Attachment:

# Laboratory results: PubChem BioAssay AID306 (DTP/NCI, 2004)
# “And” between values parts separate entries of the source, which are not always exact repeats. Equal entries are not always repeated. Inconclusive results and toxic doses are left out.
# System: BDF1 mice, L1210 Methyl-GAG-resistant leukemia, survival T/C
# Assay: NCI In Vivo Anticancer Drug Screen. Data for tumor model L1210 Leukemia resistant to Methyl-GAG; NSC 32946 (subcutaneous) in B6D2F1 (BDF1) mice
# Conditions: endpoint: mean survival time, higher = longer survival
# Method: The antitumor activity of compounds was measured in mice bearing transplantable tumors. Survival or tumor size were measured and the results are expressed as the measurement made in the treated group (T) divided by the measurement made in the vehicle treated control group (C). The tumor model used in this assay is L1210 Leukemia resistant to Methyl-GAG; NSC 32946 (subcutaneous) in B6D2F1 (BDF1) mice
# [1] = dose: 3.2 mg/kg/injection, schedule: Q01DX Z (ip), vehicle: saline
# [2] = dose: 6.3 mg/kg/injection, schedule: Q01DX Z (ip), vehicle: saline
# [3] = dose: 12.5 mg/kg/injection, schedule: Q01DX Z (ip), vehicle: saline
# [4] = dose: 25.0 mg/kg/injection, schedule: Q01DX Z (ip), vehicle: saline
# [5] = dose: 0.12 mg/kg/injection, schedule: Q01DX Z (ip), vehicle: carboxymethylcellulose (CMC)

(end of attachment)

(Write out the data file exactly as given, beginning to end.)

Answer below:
# Laboratory results: PubChem BioAssay AID306 (DTP/NCI, 2004)
# “And” between values parts separate entries of the source, which are not always exact repeats. Equal entries are not always repeated. Inconclusive results and toxic doses are left out.
# System: BDF1 mice, L1210 Methyl-GAG-resistant leukemia, survival T/C
# Assay: NCI In Vivo Anticancer Drug Screen. Data for tumor model L1210 Leukemia resistant to Methyl-GAG; NSC 32946 (subcutaneous) in B6D2F1 (BDF1) mice
# Conditions: endpoint: mean survival time, higher = longer survival
# Method: The antitumor activity of compounds was measured in mice bearing transplantable tumors. Survival or tumor size were measured and the results are expressed as the measurement made in the treated group (T) divided by the measurement made in the vehicle treated control group (C). The tumor model used in this assay is L1210 Leukemia resistant to Methyl-GAG; NSC 32946 (subcutaneous) in B6D2F1 (BDF1) mice
# [1] = dose: 3.2 mg/kg/injection, schedule: Q01DX Z (ip), vehicle: saline
# [2] = dose: 6.3 mg/kg/injection, schedule: Q01DX Z (ip), vehicle: saline
# [3] = dose: 12.5 mg/kg/injection, schedule: Q01DX Z (ip), vehicle: saline
# [4] = dose: 25.0 mg/kg/injection, schedule: Q01DX Z (ip), vehicle: saline
# [5] = dose: 0.12 mg/kg/injection, schedule: Q01DX Z (ip), vehicle: carboxymethylcellulose (CMC)